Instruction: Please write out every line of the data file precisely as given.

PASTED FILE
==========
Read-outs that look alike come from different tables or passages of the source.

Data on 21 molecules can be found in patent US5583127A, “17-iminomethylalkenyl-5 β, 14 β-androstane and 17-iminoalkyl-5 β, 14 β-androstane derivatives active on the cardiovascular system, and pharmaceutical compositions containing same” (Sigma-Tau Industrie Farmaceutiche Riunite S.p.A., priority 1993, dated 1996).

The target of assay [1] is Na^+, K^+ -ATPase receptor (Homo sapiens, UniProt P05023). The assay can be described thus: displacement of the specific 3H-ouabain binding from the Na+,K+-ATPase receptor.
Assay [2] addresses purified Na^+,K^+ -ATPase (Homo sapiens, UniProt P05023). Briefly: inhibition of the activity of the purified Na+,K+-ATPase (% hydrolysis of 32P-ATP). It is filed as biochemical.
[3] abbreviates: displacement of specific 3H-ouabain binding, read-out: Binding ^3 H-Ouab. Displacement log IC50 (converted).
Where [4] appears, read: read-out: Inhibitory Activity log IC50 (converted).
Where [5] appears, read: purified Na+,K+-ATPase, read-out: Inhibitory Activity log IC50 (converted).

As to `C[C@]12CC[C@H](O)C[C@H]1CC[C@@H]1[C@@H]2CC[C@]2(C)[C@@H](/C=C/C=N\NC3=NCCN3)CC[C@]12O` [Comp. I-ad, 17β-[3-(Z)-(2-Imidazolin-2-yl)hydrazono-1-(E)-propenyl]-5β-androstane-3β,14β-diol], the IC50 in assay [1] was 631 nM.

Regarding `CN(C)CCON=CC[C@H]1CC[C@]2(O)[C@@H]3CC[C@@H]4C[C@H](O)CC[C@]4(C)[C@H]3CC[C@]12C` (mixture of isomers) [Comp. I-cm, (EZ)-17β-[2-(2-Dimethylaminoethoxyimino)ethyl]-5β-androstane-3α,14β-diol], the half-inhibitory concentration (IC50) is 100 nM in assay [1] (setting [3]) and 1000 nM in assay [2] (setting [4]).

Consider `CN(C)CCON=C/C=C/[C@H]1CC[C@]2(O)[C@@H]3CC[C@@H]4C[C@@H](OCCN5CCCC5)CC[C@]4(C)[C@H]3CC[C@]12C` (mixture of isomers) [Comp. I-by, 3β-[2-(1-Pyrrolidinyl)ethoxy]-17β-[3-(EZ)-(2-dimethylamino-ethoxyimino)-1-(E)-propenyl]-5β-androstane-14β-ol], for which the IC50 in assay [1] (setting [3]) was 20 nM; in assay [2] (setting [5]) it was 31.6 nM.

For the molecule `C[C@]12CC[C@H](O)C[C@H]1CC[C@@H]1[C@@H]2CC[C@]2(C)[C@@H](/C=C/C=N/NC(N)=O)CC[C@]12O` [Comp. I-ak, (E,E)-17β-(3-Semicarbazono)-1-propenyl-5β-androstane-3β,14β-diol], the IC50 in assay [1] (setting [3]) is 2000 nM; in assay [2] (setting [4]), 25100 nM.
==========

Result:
Read-outs that look alike come from different tables or passages of the source.

Data on 21 molecules can be found in patent US5583127A, “17-iminomethylalkenyl-5 β, 14 β-androstane and 17-iminoalkyl-5 β, 14 β-androstane derivatives active on the cardiovascular system, and pharmaceutical compositions containing same” (Sigma-Tau Industrie Farmaceutiche Riunite S.p.A., priority 1993, dated 1996).

The target of assay [1] is Na^+, K^+ -ATPase receptor (Homo sapiens, UniProt P05023). The assay can be described thus: displacement of the specific 3H-ouabain binding from the Na+,K+-ATPase receptor.
Assay [2] addresses purified Na^+,K^+ -ATPase (Homo sapiens, UniProt P05023). Briefly: inhibition of the activity of the purified Na+,K+-ATPase (% hydrolysis of 32P-ATP). It is filed as biochemical.
[3] abbreviates: displacement of specific 3H-ouabain binding, read-out: Binding ^3 H-Ouab. Displacement log IC50 (converted).
Where [4] appears, read: read-out: Inhibitory Activity log IC50 (converted).
Where [5] appears, read: purified Na+,K+-ATPase, read-out: Inhibitory Activity log IC50 (converted).

As to `C[C@]12CC[C@H](O)C[C@H]1CC[C@@H]1[C@@H]2CC[C@]2(C)[C@@H](/C=C/C=N\NC3=NCCN3)CC[C@]12O` [Comp. I-ad, 17β-[3-(Z)-(2-Imidazolin-2-yl)hydrazono-1-(E)-propenyl]-5β-androstane-3β,14β-diol], the IC50 in assay [1] was 631 nM.

Regarding `CN(C)CCON=CC[C@H]1CC[C@]2(O)[C@@H]3CC[C@@H]4C[C@H](O)CC[C@]4(C)[C@H]3CC[C@]12C` (mixture of isomers) [Comp. I-cm, (EZ)-17β-[2-(2-Dimethylaminoethoxyimino)ethyl]-5β-androstane-3α,14β-diol], the half-inhibitory concentration (IC50) is 100 nM in assay [1] (setting [3]) and 1000 nM in assay [2] (setting [4]).

Consider `CN(C)CCON=C/C=C/[C@H]1CC[C@]2(O)[C@@H]3CC[C@@H]4C[C@@H](OCCN5CCCC5)CC[C@]4(C)[C@H]3CC[C@]12C` (mixture of isomers) [Comp. I-by, 3β-[2-(1-Pyrrolidinyl)ethoxy]-17β-[3-(EZ)-(2-dimethylamino-ethoxyimino)-1-(E)-propenyl]-5β-androstane-14β-ol], for which the IC50 in assay [1] (setting [3]) was 20 nM; in assay [2] (setting [5]) it was 31.6 nM.

For the molecule `C[C@]12CC[C@H](O)C[C@H]1CC[C@@H]1[C@@H]2CC[C@]2(C)[C@@H](/C=C/C=N/NC(N)=O)CC[C@]12O` [Comp. I-ak, (E,E)-17β-(3-Semicarbazono)-1-propenyl-5β-androstane-3β,14β-diol], the IC50 in assay [1] (setting [3]) is 2000 nM; in assay [2] (setting [4]), 25100 nM.